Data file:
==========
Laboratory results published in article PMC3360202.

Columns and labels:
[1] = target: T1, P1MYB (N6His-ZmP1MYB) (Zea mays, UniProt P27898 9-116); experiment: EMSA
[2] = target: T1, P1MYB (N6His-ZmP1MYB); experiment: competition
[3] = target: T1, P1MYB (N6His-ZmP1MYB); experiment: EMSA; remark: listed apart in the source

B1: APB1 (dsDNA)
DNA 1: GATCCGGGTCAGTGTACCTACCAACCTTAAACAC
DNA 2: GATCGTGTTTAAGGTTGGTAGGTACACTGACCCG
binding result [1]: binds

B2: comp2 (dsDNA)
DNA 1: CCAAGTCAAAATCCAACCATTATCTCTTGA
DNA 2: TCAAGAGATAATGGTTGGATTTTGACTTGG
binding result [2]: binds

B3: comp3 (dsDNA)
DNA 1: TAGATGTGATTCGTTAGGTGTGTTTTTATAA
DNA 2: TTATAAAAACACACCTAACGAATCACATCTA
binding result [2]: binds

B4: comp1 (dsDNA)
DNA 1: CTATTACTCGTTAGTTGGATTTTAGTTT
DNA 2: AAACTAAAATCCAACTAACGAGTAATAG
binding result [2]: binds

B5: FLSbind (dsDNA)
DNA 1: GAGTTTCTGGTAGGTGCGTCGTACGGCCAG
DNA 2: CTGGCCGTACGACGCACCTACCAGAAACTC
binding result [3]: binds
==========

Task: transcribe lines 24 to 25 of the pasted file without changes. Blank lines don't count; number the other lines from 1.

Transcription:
DNA 2: CTGGCCGTACGACGCACCTACCAGAAACTC
binding result [3]: binds